Priva explains: The new UK Net Zero Carbon Buildings Standard

UK Net Zero Carbon Buildings Standard

How do you define a net zero building? In a few weeks, a new net zero carbon buildings standard (NZCBS) is due to launch that promises a definitive answer to this all-important question. What can built environment professionals expect from the new standard? The Priva UK team has taken a look at the detail and captured all the essential points for you.

At present, in the UK, there is no single agreed definition of what constitutes a net zero building. In recent years, developers, clients and project teams have committed to delivering, or operating, net zero carbon buildings. But claims of net zero can be based on any one of a plethora of different guidelines and standards, all with different scopes and targets.

Initiatives include the Riba 2030 Challenge, the UK Green Building Council (UKGBC) framework, the NABERS UK star ratings and the Low Energy Transformation Initiative (LETI) – in addition to the CRREM Global Decarbonisation Pathways and Science-Based Targets for existing buildings.

In 2022, a cross-industry group, involving major organisations such as BBP, BRE, the Carbon Trust, CIBSE, IStructE, LETI, RIBA, RICS, and UKGBC, launched a project to develop a definitive, industry-recognised net zero carbon buildings standard (NZCBS). This highly collaborative effort has been guided by the aim of unifying the existing initiatives, while providing clarity, consensus, consistency and credibility as to what defines a ‘net zero’ building. A beta (test) version of the standard is due to be published this spring.

Net Zero Carbon Buildings Standard: Key details

The NZCBS will be a voluntary standard that provides a clear definition of net zero and robust targets for new building projects, existing buildings and retrofits. It will be a single reference point for any developer wishing to demonstrate that their development or building has achieved net zero carbon.

As a start point, a net zero building is defined by one whose operational and embodied carbon performance is within limits which allow the UK built environment to stay within its own allocation of remaining carbon budget, in order to limit global warming to 1.5°C this century.

To assess this, the key metrics specified in the standard include an operational energy demand (kWh/m2/year) target (the energy needed to run buildings) and an embodied carbon (kgCO2e/m2) target (the sum of the energy used to create the building).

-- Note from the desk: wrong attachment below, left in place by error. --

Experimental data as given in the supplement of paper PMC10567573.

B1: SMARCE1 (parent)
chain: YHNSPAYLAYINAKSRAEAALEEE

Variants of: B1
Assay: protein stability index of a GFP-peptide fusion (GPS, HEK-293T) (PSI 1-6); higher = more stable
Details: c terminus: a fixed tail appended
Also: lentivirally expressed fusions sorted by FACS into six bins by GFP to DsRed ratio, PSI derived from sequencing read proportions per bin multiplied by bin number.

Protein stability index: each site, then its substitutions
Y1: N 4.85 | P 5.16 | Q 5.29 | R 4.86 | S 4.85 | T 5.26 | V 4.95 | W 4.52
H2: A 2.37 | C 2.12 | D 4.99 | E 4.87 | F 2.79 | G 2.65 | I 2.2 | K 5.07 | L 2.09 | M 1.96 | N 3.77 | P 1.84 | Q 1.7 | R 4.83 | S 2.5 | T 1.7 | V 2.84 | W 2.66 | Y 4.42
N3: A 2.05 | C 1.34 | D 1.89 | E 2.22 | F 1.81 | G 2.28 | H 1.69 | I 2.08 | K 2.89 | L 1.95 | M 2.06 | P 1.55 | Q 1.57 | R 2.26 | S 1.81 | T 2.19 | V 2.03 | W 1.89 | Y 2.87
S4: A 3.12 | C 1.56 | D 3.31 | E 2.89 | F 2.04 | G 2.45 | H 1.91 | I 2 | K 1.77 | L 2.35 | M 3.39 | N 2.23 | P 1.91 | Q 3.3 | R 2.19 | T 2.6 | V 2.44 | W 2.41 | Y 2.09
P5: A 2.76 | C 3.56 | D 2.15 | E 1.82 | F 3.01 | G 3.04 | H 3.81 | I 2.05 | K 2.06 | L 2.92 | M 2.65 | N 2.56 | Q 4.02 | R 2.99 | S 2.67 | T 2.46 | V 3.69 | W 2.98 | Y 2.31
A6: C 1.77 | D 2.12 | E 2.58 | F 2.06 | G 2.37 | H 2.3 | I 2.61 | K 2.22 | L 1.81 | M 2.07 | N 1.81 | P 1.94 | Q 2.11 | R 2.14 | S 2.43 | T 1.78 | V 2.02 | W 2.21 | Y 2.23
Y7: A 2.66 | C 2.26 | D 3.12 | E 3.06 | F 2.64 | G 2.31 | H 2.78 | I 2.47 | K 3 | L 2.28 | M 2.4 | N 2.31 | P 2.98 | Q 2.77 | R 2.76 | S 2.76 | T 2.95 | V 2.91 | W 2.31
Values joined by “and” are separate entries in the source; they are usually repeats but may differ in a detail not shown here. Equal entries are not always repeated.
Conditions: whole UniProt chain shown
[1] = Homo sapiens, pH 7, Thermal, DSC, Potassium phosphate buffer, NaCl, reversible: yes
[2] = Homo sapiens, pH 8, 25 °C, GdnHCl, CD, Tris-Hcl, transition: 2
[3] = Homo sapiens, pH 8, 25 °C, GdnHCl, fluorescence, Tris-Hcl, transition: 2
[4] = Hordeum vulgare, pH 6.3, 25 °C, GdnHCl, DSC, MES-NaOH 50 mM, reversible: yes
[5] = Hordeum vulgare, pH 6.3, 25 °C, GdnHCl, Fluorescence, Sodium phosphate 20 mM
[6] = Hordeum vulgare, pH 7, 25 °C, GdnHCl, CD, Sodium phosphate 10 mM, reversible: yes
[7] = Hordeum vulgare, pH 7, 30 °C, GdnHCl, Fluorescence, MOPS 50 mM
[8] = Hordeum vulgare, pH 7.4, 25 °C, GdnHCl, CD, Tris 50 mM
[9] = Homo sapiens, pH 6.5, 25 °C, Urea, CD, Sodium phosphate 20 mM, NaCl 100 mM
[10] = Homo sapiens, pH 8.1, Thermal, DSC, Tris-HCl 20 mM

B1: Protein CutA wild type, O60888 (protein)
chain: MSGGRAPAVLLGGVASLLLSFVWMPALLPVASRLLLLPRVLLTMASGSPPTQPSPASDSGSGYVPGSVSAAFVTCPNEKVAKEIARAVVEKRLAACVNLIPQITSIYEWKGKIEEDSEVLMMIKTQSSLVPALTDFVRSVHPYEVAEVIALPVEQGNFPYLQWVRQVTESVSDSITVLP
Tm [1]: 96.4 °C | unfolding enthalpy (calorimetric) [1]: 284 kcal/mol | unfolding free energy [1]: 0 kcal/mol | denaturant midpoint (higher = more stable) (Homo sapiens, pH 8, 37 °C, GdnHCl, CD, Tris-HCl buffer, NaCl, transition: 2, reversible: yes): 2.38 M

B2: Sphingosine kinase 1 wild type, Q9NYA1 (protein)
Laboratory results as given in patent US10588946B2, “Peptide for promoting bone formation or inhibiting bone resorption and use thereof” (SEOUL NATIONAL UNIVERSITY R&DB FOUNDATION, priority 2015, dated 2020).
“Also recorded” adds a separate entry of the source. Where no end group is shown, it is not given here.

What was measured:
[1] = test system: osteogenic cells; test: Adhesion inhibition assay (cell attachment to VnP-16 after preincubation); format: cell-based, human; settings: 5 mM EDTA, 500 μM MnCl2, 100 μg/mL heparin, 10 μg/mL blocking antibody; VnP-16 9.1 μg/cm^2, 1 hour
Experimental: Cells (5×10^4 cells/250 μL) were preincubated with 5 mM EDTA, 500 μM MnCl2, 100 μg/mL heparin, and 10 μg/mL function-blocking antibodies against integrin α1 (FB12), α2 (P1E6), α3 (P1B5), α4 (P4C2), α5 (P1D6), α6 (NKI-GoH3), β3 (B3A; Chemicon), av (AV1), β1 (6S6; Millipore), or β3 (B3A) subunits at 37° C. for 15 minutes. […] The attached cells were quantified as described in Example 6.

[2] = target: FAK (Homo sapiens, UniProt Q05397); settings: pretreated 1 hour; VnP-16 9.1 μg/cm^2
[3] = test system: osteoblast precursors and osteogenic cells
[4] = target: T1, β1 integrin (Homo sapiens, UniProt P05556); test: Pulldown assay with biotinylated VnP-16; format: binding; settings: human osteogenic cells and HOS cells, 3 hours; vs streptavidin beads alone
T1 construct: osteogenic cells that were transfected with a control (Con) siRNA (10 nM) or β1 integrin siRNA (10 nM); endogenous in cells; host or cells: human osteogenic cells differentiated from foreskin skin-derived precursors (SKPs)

The standard will set out building performance criteria, but not advocate specific design approaches such as Passivhaus. It will be overseen, and managed, by a Technical Steering Group and Governance Board formed from the cross-industry group responsible for developing the standard.

Accelerating the UK’s built environment net zero journey

The hope is that the NZCBS will help to accelerate industry progress towards decarbonisation and ensure alignment with the UK’s wider climate goals. It comes at a time when the sector is under scrutiny, from its own institutions, about the need to increase the pace of decarbonisation.

In late 2023, in the first update to its Net Zero Whole Life Carbon Roadmap report, the UKGBC said that the built environment must decarbonise nearly twice as fast to meet agreed industry carbon reduction targets for 2025.

2023 also saw the RICS launch the second edition of its Whole Life Carbon Assessment for the Built Environment (WLCA) standard, reflecting an increased focus on embodied as well as operational carbon. Importantly, the updated, global standard provides a more developed understanding of the carbon costs and benefits of design choices in construction and infrastructure projects and assets. The new NZCBS incorporates the RICS WLCA standard’s methodology to assess upfront, embodied, operational, user and whole-life carbon.

The NZCBS is the most thorough attempt to date by industry to set science-based net zero carbon limits and targets for UK buildings; other sector specific net zero building standards do exist (see box below ‘Setting a precedent’).

While it is a voluntary standard, there is potential for the NZCBS to be used to support policymakers in setting robust requirements that deliver buildings aligned with a 1.5°C decarbonisation pathway for the UK. The standard’s targets will necessarily be challenging, requiring a shift away from traditional practices in the construction and operation of new and existing buildings. But the looming climate crisis demands nothing less than a complete reset of priorities in our approach to how we construct and run our buildings.

Box: Setting a precedent: Net Zero Building Standards in the UK

The new net zero carbon buildings standard (NZCBS) will be the UK’s first cross-industry standard for all major building types, based on a 1.5°C trajectory. However, there are sector specific standards that share the same overarching goal:

  • The NHS Net Zero Building Standard provides technical guidance to support the development of sustainable, resilient, and energy efficient buildings that meet the needs of patients now and in the future. The Standard applies to all investments in new buildings and upgrades to existing facilities that are subject to HM Treasury business case approval process and are at pre-strategic outline business case approval stage from 1 October 2023 onwards.
  • The Net Zero Public Sector Buildings Standard is a voluntary standard, owned by the Scottish Government and applicable to public sector new build and major refurbishment projects.

Priva is a leading manufacturer of building energy management systems and digital cloud-based building automation technologies. To find out more about the role Priva’s technologies play in delivering more sustainable building operation, head over to our blog – or drop us a line.

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